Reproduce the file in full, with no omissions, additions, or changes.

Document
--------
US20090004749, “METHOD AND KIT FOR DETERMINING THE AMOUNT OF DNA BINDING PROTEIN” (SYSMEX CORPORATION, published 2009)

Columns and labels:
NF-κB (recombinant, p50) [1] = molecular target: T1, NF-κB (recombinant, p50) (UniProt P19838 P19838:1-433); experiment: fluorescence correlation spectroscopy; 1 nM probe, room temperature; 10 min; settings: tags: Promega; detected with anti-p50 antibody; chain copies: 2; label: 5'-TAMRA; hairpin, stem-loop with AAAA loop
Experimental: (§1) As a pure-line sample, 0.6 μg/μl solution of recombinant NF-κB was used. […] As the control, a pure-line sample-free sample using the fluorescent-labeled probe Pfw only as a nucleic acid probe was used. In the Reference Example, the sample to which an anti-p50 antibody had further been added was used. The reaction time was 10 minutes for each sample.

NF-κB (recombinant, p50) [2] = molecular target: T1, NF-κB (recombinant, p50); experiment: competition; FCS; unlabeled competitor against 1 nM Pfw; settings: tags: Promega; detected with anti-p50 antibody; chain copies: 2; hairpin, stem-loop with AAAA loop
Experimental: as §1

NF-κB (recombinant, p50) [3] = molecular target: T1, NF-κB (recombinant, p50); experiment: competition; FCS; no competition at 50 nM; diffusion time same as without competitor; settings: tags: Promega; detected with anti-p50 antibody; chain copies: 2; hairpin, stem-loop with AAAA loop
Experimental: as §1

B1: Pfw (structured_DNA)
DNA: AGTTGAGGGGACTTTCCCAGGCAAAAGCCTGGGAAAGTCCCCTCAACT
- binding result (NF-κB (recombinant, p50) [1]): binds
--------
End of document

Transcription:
US20090004749, “METHOD AND KIT FOR DETERMINING THE AMOUNT OF DNA BINDING PROTEIN” (SYSMEX CORPORATION, published 2009)

Columns and labels:
NF-κB (recombinant, p50) [1] = molecular target: T1, NF-κB (recombinant, p50) (UniProt P19838 P19838:1-433); experiment: fluorescence correlation spectroscopy; 1 nM probe, room temperature; 10 min; settings: tags: Promega; detected with anti-p50 antibody; chain copies: 2; label: 5'-TAMRA; hairpin, stem-loop with AAAA loop
Experimental: (§1) As a pure-line sample, 0.6 μg/μl solution of recombinant NF-κB was used. […] As the control, a pure-line sample-free sample using the fluorescent-labeled probe Pfw only as a nucleic acid probe was used. In the Reference Example, the sample to which an anti-p50 antibody had further been added was used. The reaction time was 10 minutes for each sample.

NF-κB (recombinant, p50) [2] = molecular target: T1, NF-κB (recombinant, p50); experiment: competition; FCS; unlabeled competitor against 1 nM Pfw; settings: tags: Promega; detected with anti-p50 antibody; chain copies: 2; hairpin, stem-loop with AAAA loop
Experimental: as §1

NF-κB (recombinant, p50) [3] = molecular target: T1, NF-κB (recombinant, p50); experiment: competition; FCS; no competition at 50 nM; diffusion time same as without competitor; settings: tags: Promega; detected with anti-p50 antibody; chain copies: 2; hairpin, stem-loop with AAAA loop
Experimental: as §1

B1: Pfw (structured_DNA)
DNA: AGTTGAGGGGACTTTCCCAGGCAAAAGCCTGGGAAAGTCCCCTCAACT
- binding result (NF-κB (recombinant, p50) [1]): binds